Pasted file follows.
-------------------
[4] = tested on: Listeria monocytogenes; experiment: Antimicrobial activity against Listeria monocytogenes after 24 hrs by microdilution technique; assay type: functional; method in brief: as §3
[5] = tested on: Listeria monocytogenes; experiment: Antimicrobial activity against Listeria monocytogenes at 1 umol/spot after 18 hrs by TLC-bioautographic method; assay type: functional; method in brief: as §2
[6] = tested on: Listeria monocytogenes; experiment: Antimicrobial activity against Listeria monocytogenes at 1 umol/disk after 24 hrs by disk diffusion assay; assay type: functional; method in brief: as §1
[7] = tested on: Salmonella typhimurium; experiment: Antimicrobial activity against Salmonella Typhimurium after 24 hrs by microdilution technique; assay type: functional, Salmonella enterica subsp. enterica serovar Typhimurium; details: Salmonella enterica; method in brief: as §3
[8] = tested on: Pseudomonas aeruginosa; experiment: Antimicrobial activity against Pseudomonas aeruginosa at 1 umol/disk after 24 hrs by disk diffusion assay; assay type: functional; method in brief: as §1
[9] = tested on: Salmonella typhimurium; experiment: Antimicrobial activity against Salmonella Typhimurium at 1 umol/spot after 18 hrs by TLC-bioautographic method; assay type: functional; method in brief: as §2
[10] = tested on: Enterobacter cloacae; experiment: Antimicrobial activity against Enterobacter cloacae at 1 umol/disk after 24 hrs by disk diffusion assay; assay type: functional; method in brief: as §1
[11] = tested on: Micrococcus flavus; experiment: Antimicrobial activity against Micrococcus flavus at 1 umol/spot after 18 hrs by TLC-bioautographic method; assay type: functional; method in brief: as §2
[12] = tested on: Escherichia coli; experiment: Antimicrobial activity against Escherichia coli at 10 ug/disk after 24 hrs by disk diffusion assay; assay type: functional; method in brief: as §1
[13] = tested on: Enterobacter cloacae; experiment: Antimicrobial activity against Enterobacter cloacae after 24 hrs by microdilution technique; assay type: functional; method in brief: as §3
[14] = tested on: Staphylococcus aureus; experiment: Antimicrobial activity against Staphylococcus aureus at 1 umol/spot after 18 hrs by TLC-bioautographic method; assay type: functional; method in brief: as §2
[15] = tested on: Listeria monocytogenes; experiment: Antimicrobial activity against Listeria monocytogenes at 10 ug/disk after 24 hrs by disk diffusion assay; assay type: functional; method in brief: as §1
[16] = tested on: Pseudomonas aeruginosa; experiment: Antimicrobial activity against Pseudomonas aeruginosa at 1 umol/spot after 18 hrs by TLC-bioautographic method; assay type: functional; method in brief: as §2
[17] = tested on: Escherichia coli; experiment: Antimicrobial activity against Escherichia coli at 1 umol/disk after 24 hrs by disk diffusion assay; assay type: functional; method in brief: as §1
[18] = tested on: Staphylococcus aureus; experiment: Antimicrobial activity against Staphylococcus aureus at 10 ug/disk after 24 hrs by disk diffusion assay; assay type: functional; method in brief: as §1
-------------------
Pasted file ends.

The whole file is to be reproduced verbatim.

[4] = tested on: Listeria monocytogenes; experiment: Antimicrobial activity against Listeria monocytogenes after 24 hrs by microdilution technique; assay type: functional; method in brief: as §3
[5] = tested on: Listeria monocytogenes; experiment: Antimicrobial activity against Listeria monocytogenes at 1 umol/spot after 18 hrs by TLC-bioautographic method; assay type: functional; method in brief: as §2
[6] = tested on: Listeria monocytogenes; experiment: Antimicrobial activity against Listeria monocytogenes at 1 umol/disk after 24 hrs by disk diffusion assay; assay type: functional; method in brief: as §1
[7] = tested on: Salmonella typhimurium; experiment: Antimicrobial activity against Salmonella Typhimurium after 24 hrs by microdilution technique; assay type: functional, Salmonella enterica subsp. enterica serovar Typhimurium; details: Salmonella enterica; method in brief: as §3
[8] = tested on: Pseudomonas aeruginosa; experiment: Antimicrobial activity against Pseudomonas aeruginosa at 1 umol/disk after 24 hrs by disk diffusion assay; assay type: functional; method in brief: as §1
[9] = tested on: Salmonella typhimurium; experiment: Antimicrobial activity against Salmonella Typhimurium at 1 umol/spot after 18 hrs by TLC-bioautographic method; assay type: functional; method in brief: as §2
[10] = tested on: Enterobacter cloacae; experiment: Antimicrobial activity against Enterobacter cloacae at 1 umol/disk after 24 hrs by disk diffusion assay; assay type: functional; method in brief: as §1
[11] = tested on: Micrococcus flavus; experiment: Antimicrobial activity against Micrococcus flavus at 1 umol/spot after 18 hrs by TLC-bioautographic method; assay type: functional; method in brief: as §2
[12] = tested on: Escherichia coli; experiment: Antimicrobial activity against Escherichia coli at 10 ug/disk after 24 hrs by disk diffusion assay; assay type: functional; method in brief: as §1
[13] = tested on: Enterobacter cloacae; experiment: Antimicrobial activity against Enterobacter cloacae after 24 hrs by microdilution technique; assay type: functional; method in brief: as §3
[14] = tested on: Staphylococcus aureus; experiment: Antimicrobial activity against Staphylococcus aureus at 1 umol/spot after 18 hrs by TLC-bioautographic method; assay type: functional; method in brief: as §2
[15] = tested on: Listeria monocytogenes; experiment: Antimicrobial activity against Listeria monocytogenes at 10 ug/disk after 24 hrs by disk diffusion assay; assay type: functional; method in brief: as §1
[16] = tested on: Pseudomonas aeruginosa; experiment: Antimicrobial activity against Pseudomonas aeruginosa at 1 umol/spot after 18 hrs by TLC-bioautographic method; assay type: functional; method in brief: as §2
[17] = tested on: Escherichia coli; experiment: Antimicrobial activity against Escherichia coli at 1 umol/disk after 24 hrs by disk diffusion assay; assay type: functional; method in brief: as §1
[18] = tested on: Staphylococcus aureus; experiment: Antimicrobial activity against Staphylococcus aureus at 10 ug/disk after 24 hrs by disk diffusion assay; assay type: functional; method in brief: as §1